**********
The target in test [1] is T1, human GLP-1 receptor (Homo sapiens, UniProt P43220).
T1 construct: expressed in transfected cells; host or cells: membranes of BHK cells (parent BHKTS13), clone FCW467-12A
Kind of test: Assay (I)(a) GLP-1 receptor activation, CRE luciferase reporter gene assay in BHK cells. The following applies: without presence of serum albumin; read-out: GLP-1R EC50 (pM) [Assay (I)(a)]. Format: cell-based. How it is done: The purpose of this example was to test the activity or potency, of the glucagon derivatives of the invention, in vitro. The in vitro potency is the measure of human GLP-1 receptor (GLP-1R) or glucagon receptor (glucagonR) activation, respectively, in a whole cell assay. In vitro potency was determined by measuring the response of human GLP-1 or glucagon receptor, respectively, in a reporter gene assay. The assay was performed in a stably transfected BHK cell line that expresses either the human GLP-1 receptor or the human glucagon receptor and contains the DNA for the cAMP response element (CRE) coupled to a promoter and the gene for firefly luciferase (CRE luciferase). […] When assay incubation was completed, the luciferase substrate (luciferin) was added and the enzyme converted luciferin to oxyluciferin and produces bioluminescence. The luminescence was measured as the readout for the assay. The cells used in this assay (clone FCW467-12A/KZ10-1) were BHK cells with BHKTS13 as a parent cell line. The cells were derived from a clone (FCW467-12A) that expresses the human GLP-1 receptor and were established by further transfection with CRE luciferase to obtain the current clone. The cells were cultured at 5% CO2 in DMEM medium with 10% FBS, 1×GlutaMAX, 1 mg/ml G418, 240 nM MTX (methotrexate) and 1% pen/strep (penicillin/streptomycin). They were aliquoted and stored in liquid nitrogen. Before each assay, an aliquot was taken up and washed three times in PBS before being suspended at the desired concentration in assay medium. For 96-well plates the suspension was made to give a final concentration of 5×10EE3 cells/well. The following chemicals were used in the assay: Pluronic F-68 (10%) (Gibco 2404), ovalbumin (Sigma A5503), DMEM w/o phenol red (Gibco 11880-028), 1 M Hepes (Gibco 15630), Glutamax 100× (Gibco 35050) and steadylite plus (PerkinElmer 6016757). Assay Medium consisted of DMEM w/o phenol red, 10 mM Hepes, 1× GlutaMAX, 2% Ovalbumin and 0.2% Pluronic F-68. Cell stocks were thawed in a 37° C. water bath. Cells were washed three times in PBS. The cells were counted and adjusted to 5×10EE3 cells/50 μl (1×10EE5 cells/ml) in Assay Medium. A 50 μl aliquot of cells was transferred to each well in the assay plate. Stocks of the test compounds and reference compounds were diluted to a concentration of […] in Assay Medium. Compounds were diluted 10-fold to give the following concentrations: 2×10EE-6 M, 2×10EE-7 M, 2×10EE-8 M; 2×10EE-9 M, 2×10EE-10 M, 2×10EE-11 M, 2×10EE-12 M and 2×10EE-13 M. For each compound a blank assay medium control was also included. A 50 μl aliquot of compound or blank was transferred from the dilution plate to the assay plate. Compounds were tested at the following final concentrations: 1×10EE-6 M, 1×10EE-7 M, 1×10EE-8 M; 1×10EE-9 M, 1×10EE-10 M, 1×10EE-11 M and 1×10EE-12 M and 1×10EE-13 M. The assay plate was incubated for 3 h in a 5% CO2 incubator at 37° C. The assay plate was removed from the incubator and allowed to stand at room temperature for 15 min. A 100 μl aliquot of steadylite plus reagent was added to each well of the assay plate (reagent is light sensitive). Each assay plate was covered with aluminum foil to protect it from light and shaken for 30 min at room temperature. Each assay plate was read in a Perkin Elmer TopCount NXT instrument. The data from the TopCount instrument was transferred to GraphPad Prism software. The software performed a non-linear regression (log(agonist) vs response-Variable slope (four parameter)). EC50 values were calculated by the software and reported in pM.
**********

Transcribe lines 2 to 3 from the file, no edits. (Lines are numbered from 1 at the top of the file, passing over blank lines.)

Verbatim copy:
T1 construct: expressed in transfected cells; host or cells: membranes of BHK cells (parent BHKTS13), clone FCW467-12A
Kind of test: Assay (I)(a) GLP-1 receptor activation, CRE luciferase reporter gene assay in BHK cells. The following applies: without presence of serum albumin; read-out: GLP-1R EC50 (pM) [Assay (I)(a)]. Format: cell-based. How it is done: The purpose of this example was to test the activity or potency, of the glucagon derivatives of the invention, in vitro. The in vitro potency is the measure of human GLP-1 receptor (GLP-1R) or glucagon receptor (glucagonR) activation, respectively, in a whole cell assay. In vitro potency was determined by measuring the response of human GLP-1 or glucagon receptor, respectively, in a reporter gene assay. The assay was performed in a stably transfected BHK cell line that expresses either the human GLP-1 receptor or the human glucagon receptor and contains the DNA for the cAMP response element (CRE) coupled to a promoter and the gene for firefly luciferase (CRE luciferase). […] When assay incubation was completed, the luciferase substrate (luciferin) was added and the enzyme converted luciferin to oxyluciferin and produces bioluminescence. The luminescence was measured as the readout for the assay. The cells used in this assay (clone FCW467-12A/KZ10-1) were BHK cells with BHKTS13 as a parent cell line. The cells were derived from a clone (FCW467-12A) that expresses the human GLP-1 receptor and were established by further transfection with CRE luciferase to obtain the current clone. The cells were cultured at 5% CO2 in DMEM medium with 10% FBS, 1×GlutaMAX, 1 mg/ml G418, 240 nM MTX (methotrexate) and 1% pen/strep (penicillin/streptomycin). They were aliquoted and stored in liquid nitrogen. Before each assay, an aliquot was taken up and washed three times in PBS before being suspended at the desired concentration in assay medium. For 96-well plates the suspension was made to give a final concentration of 5×10EE3 cells/well. The following chemicals were used in the assay: Pluronic F-68 (10%) (Gibco 2404), ovalbumin (Sigma A5503), DMEM w/o phenol red (Gibco 11880-028), 1 M Hepes (Gibco 15630), Glutamax 100× (Gibco 35050) and steadylite plus (PerkinElmer 6016757). Assay Medium consisted of DMEM w/o phenol red, 10 mM Hepes, 1× GlutaMAX, 2% Ovalbumin and 0.2% Pluronic F-68. Cell stocks were thawed in a 37° C. water bath. Cells were washed three times in PBS. The cells were counted and adjusted to 5×10EE3 cells/50 μl (1×10EE5 cells/ml) in Assay Medium. A 50 μl aliquot of cells was transferred to each well in the assay plate. Stocks of the test compounds and reference compounds were diluted to a concentration of […] in Assay Medium. Compounds were diluted 10-fold to give the following concentrations: 2×10EE-6 M, 2×10EE-7 M, 2×10EE-8 M; 2×10EE-9 M, 2×10EE-10 M, 2×10EE-11 M, 2×10EE-12 M and 2×10EE-13 M. For each compound a blank assay medium control was also included. A 50 μl aliquot of compound or blank was transferred from the dilution plate to the assay plate. Compounds were tested at the following final concentrations: 1×10EE-6 M, 1×10EE-7 M, 1×10EE-8 M; 1×10EE-9 M, 1×10EE-10 M, 1×10EE-11 M and 1×10EE-12 M and 1×10EE-13 M. The assay plate was incubated for 3 h in a 5% CO2 incubator at 37° C. The assay plate was removed from the incubator and allowed to stand at room temperature for 15 min. A 100 μl aliquot of steadylite plus reagent was added to each well of the assay plate (reagent is light sensitive). Each assay plate was covered with aluminum foil to protect it from light and shaken for 30 min at room temperature. Each assay plate was read in a Perkin Elmer TopCount NXT instrument. The data from the TopCount instrument was transferred to GraphPad Prism software. The software performed a non-linear regression (log(agonist) vs response-Variable slope (four parameter)). EC50 values were calculated by the software and reported in pM.